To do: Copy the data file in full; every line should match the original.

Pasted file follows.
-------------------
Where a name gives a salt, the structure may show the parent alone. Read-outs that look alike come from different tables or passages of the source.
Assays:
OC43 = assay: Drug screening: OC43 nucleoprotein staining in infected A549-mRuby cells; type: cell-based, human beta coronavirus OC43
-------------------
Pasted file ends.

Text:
Where a name gives a salt, the structure may show the parent alone. Read-outs that look alike come from different tables or passages of the source.
Assays:
OC43 = assay: Drug screening: OC43 nucleoprotein staining in infected A549-mRuby cells; type: cell-based, human beta coronavirus OC43